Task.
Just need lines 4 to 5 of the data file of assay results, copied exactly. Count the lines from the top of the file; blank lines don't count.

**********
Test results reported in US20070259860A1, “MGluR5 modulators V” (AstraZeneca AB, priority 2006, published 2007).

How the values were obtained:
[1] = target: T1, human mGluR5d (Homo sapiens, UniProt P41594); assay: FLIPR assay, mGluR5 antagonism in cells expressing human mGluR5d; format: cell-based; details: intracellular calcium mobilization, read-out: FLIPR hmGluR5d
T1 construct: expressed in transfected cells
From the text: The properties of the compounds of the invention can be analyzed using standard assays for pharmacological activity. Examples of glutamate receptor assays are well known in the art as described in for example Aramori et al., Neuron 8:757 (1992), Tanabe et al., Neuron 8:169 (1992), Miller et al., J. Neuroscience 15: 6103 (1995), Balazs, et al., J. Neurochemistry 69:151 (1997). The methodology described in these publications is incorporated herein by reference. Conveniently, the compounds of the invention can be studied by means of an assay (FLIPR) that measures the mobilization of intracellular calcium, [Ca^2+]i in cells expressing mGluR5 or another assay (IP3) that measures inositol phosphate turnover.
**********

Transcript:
T1 construct: expressed in transfected cells
From the text: The properties of the compounds of the invention can be analyzed using standard assays for pharmacological activity. Examples of glutamate receptor assays are well known in the art as described in for example Aramori et al., Neuron 8:757 (1992), Tanabe et al., Neuron 8:169 (1992), Miller et al., J. Neuroscience 15: 6103 (1995), Balazs, et al., J. Neurochemistry 69:151 (1997). The methodology described in these publications is incorporated herein by reference. Conveniently, the compounds of the invention can be studied by means of an assay (FLIPR) that measures the mobilization of intracellular calcium, [Ca^2+]i in cells expressing mGluR5 or another assay (IP3) that measures inositol phosphate turnover.